The woman’s revolt leads to social change but women do not appear to be a position to rebel in India
Akshay Kumar’s movie(A love story), releasing on August 11, 2017 tells the story of a young bride who walks out of her marriage when discovers that her in-law’s home does not have a toilet. The satire deals with open defecation and Kumar calls it his “contribution” to the Swachh Bharat Mission spearheaded by Prime Minister Narendra Modi.
The prime minister responded with words of appreciation for the film.
In the film, the young woman’s revolt leads to social change, but in real India, women do not appear to be a position to rebel–even if they are educated.
Women have limited decision-making powers in the construction of toilets in homes, according to a 2016 study conducted in Puri, a coastal Odisha district, by researchers at the London School of Hygiene and Tropical Medicine.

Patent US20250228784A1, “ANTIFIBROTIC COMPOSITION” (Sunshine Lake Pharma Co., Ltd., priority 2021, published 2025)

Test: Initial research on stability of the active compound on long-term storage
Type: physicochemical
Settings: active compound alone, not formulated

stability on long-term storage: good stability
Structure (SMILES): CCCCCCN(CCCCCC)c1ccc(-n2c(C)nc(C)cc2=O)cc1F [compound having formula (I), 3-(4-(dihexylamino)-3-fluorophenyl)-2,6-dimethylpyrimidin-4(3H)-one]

Women and girls are most vulnerable to problems associated with open defecation.
In 80% of households, decisions on the construction of sanitation facilities were made exclusively by men, the study found. In 11%, the decision was made by men in consultation with their wives, and in no more than 9% was the decision made by women.
These findings are relevant because only 37% of households in Puri district have improved sanitation, according to the National Family Health Survey 2015-16 (NFHS-4). However, this is higher than rural Odisha’s average of 23% and state average of 29.4% of households with toilets.